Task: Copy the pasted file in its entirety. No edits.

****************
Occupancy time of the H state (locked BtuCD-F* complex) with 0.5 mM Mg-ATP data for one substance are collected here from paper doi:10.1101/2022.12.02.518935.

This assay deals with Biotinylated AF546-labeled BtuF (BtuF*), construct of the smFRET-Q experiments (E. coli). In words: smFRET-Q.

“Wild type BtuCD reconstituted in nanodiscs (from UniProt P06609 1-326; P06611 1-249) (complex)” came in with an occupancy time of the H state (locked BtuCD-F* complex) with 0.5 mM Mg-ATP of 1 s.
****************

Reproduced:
Occupancy time of the H state (locked BtuCD-F* complex) with 0.5 mM Mg-ATP data for one substance are collected here from paper doi:10.1101/2022.12.02.518935.

This assay deals with Biotinylated AF546-labeled BtuF (BtuF*), construct of the smFRET-Q experiments (E. coli). In words: smFRET-Q.

“Wild type BtuCD reconstituted in nanodiscs (from UniProt P06609 1-326; P06611 1-249) (complex)” came in with an occupancy time of the H state (locked BtuCD-F* complex) with 0.5 mM Mg-ATP of 1 s.